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Impact Study of Magnet Schools

Contract Information

Current Status:

Data collection is underway.


September 2017 – May 2024



Contract Number:



Mathematica Policy Research
Social Policy Research Associates
Vanderbilt University


Decades after the Supreme Court declared racial segregation in public schools to be unconstitutional, concentration in schools by race, ethnicity, and poverty persists. The federal Magnet Schools Assistance Program (MSAP) supports districts and schools in their efforts to reduce group isolation and improve student achievement through increased school choice options for families. MSAP schools seek to attract a diverse set of students and provide high quality academic programs, typically by organizing recruitment and instruction around one or more themes. With growth in school choice more broadly and specifically in magnet schools since 2000, it is important to understand how well these federally-funded schools achieve their goals and how they work. This evaluation takes advantage of new opportunities to rigorously assess MSAP schools but with low burden. It draws on lotteries most MSAP districts now use to admit students to their magnet schools. By comparing the achievement and school characteristics of applicants who were and were not given a seat by chance, the study will determine the impact of the MSAP and examine how specific school features relate to effectiveness.

  • What is the impact of MSAP schools on student achievement and/or other relevant measures of student success such as persistence in school or graduation?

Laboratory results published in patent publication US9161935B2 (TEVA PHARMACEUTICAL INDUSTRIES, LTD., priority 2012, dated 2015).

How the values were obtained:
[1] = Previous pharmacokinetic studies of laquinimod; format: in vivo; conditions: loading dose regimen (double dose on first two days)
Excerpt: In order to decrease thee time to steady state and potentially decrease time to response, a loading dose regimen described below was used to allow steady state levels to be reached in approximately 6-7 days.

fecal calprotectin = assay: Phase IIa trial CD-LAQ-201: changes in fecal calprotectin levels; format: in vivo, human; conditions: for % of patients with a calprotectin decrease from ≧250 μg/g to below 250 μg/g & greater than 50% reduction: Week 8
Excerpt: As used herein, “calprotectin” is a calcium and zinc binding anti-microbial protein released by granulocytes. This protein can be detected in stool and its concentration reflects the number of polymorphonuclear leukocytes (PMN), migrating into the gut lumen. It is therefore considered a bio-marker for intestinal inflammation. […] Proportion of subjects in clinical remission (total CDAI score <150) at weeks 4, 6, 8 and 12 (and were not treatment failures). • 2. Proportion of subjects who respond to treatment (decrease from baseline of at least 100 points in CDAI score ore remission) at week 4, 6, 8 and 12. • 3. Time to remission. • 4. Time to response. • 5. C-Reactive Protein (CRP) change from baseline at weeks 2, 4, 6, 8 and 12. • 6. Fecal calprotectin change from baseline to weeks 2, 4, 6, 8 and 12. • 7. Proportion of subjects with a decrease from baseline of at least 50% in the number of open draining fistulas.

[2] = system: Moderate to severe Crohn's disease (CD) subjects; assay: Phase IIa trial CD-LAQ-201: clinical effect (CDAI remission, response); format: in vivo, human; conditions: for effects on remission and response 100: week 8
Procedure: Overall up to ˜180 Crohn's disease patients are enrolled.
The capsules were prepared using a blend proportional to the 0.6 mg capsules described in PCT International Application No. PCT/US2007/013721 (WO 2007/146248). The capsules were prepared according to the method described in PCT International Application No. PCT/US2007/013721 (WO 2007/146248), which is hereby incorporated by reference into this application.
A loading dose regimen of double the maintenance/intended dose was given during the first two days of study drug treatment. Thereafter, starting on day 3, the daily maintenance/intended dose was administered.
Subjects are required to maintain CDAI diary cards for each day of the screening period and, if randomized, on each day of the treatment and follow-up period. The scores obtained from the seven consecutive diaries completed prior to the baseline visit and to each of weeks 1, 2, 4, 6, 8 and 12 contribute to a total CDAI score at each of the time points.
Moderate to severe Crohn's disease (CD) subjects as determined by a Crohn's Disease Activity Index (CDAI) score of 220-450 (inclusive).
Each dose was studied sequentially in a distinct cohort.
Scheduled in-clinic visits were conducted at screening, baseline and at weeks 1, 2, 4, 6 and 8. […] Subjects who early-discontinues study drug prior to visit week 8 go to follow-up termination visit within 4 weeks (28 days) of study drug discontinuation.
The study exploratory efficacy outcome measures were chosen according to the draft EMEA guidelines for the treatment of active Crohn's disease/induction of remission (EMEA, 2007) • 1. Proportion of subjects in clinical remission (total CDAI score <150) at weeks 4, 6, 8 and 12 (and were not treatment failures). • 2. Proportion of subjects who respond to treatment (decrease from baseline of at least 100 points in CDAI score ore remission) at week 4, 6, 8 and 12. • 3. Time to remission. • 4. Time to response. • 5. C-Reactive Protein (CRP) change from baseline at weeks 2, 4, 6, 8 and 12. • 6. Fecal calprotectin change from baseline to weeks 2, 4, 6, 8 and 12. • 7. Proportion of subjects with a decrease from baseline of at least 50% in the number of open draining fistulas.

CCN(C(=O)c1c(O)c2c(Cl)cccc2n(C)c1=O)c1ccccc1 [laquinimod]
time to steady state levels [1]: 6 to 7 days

• What is the impact of MSAP schools on the characteristics of the schools that the students attend, including whether they are higher performing or more diverse?
  • Are particular features of magnet schools associated with greater success?

This impact evaluation will include over 14,500 students who entered MSAP admissions lotteries in 2018 or 2019. Data will be collected for both students who were and were not offered placement, including district records containing student characteristics, enrollment, test scores, and other information, and a survey of students' school principals about school organization and instruction. The academic progress and experiences of students in the two groups will be compared for the four years following their admissions lottery (through 2022 or 2023).

  • MSAP-funded schools report using a variety of strategies to recruit students, targeting those the schools believe are likely to exercise choice. Priorities for recruiting students reflect efforts to diversify. However, fewer than one in four schools offered resource-intensive accommodations that might be particularly attractive to high needs families.
  • Perceived stigma of low academic quality and lack of diversity are top reported obstacles to recruiting students.
  • MSAP-funded schools are most likely to give preference in admissions to students from affiliated families or communities. For example, about 70% of schools give preference to siblings of students already enrolled in the magnet and 59% give preference to students in nearby neighborhoods or schools.

An additional report examining the impact of MSAP-funded schools on student achievement and school diversity is expected in 2024 The key findings will be updated when that report is released.